Wirecard AG shares continued their free-fall after the two Asian banks that were supposed to be holding €1.9 billion ($2.1 billion) of missing cash denied any business relationship with the German payments company.
Wirecard now faces a potential cash crunch. The company warned Thursday that loans up to €2 billion could be terminated if its audited annual report was not published on Friday. Analysts at Morgan Stanley estimated that Wirecard has available cash of around 220 million euros, if it cannot locate the missing $2.1 billion.
“It was a rogue employee who falsified documents and forged the signatures of our officers,” BDO Unibank Chief Executive Officer Nestor Tan said in a mobile phone message. “Wirecard is not even a depositor — we have no relationship with them”.
The Bank of the Philippine Islands said in a separate statement that Wirecard isn’t a client and it continues to investigate the issue.
Wirecard shares plunged 24% at 9:11 a.m. in Frankfurt on Friday, taking the stock’s losses to 71% since Wednesday’s close. The company that was worth 24.6 billion euros in September 2018 when it entered Germany’s Dax index is currently valued at about 3.4 billion euros.
The denials from BDO and BPI follow a statement on Thursday from Wirecard, which claimed that auditor Ernst & Young couldn’t confirm the location of the missing cash that was supposed to be held in Asian banks and reported that “spurious balance confirmations” had been provided.
BDO has reported the Wirecard issue to Bangko Sentral ng Pilipinas, the Philippines central bank, Tan said.
The crisis has engulfed Wirecard in recent days. The payments company suffered one of the worst stock slumps in the history of Germany’s benchmark index after warning that as much as 2 billion euros in loans could be called due if its audited annual report, delayed for the fourth time, was not published by June 19.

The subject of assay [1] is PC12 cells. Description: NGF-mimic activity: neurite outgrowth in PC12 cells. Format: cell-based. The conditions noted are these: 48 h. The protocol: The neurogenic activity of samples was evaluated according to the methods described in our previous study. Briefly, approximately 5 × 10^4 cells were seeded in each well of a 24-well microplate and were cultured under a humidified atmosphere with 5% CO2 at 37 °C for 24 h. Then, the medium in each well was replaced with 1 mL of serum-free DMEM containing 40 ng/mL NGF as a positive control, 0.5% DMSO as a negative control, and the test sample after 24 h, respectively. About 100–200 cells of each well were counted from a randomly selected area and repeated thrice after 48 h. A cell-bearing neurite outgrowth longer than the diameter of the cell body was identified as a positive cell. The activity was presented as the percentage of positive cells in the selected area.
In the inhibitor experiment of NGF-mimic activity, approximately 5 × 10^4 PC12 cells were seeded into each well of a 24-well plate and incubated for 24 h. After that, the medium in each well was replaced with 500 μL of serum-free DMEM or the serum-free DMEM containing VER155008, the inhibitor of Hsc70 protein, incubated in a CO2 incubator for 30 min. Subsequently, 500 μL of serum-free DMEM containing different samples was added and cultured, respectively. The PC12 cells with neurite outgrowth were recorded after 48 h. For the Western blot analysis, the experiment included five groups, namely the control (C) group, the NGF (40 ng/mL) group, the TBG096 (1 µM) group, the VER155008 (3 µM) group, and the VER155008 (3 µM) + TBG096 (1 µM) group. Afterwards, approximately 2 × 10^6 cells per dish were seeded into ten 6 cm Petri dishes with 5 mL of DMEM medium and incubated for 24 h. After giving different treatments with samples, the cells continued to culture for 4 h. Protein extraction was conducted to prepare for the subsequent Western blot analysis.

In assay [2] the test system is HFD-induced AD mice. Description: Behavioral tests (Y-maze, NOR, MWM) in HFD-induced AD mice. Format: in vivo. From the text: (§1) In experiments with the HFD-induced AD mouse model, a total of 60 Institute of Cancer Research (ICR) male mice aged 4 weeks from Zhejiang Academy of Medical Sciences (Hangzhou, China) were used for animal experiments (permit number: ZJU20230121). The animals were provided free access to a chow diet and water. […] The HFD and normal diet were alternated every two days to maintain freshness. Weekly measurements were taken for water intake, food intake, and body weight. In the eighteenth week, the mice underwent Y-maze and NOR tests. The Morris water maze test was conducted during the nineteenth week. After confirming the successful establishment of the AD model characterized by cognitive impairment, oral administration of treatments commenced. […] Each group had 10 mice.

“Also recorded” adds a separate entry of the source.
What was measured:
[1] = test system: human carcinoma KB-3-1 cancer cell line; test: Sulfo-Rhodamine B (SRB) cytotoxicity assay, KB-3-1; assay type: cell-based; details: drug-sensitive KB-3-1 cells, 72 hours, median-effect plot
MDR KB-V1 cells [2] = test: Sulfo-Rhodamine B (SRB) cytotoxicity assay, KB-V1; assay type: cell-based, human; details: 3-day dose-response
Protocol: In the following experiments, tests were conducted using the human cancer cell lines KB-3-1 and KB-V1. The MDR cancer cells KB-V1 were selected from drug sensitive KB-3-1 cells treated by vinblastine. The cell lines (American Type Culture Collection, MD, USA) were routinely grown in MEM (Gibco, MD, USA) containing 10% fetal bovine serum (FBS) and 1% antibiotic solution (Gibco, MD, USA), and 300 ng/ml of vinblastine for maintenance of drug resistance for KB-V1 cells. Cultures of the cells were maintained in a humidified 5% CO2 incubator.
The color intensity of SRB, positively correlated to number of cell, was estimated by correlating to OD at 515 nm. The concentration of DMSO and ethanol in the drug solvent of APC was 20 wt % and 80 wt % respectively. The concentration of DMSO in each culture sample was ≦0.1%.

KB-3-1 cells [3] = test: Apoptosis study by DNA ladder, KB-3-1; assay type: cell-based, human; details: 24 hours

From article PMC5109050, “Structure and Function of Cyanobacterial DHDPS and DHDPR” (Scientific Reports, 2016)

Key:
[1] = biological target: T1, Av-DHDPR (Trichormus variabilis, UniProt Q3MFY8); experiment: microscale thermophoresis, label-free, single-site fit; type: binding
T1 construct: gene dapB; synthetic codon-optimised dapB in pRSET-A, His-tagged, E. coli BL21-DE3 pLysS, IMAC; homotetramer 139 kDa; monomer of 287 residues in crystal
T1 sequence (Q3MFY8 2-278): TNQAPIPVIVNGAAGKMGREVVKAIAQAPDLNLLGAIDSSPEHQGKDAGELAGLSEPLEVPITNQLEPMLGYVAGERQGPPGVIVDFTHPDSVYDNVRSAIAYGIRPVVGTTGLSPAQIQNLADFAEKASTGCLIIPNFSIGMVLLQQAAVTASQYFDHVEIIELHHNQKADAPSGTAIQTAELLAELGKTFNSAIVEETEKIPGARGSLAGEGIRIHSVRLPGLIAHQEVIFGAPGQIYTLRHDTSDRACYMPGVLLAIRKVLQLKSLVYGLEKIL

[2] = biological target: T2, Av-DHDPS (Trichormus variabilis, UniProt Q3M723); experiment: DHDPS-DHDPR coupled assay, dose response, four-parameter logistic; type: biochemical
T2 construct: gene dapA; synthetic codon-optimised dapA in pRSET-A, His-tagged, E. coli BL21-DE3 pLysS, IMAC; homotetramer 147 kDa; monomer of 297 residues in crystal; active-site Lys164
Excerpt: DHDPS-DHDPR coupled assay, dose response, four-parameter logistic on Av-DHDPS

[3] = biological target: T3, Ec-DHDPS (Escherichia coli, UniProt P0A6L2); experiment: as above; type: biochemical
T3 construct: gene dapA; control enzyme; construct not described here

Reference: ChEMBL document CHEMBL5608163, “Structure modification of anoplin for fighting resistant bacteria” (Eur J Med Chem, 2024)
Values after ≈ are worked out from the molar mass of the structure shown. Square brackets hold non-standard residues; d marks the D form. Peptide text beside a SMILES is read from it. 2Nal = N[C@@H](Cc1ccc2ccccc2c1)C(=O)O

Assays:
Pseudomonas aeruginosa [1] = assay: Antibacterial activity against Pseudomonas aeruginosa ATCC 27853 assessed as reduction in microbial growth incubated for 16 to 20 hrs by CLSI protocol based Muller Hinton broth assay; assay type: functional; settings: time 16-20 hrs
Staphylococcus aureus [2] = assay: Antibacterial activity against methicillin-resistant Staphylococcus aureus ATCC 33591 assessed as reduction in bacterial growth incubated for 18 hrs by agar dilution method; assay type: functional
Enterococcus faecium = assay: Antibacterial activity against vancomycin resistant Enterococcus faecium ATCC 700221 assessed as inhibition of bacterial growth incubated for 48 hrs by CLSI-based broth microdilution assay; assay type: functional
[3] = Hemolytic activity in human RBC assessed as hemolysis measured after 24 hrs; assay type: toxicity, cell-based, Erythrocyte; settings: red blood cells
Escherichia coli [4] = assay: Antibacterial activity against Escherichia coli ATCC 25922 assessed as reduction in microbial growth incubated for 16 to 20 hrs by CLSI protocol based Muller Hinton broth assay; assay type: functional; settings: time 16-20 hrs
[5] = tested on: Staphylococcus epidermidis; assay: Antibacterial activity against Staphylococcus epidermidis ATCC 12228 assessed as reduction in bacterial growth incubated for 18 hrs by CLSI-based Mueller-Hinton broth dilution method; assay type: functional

Wirecard spokespeople did not immediately return calls and emails for comment.
Read More: Wirecard Suspends Executive After $2.1 Billion Goes Missing
Wirecard Chief Executive Officer Markus Braun has painted the company as a potential victim. The CEO has been resisting calls to resign and aggressively defending the company against accusations of accounting fraud, led by a series of articles in the Financial Times.
“It cannot be ruled out that Wirecard has been the victim in a substantial case of fraud,” Braun said in a statement published overnight.
The company temporarily suspended its outgoing Chief Operating Officer Jan Marsalek, it said in a statement late Thursday. Marsalek — who has been suspended on a revocable basis until June 30 — had tried to get in touch with the two Asian banks and trustees over the past two days to recover the missing money, but wasn’t successful, a person familiar with the matter said Thursday. It’s unclear if the funds can be recovered, the person added.
“Given the magnitude of the cash balances in question, new creditor risks and severity of the share price drop, we believe these board changes are unlikely to be enough to restore market confidence in the near-term,” said Robert Lamb, analyst at Citigroup, in a note Friday.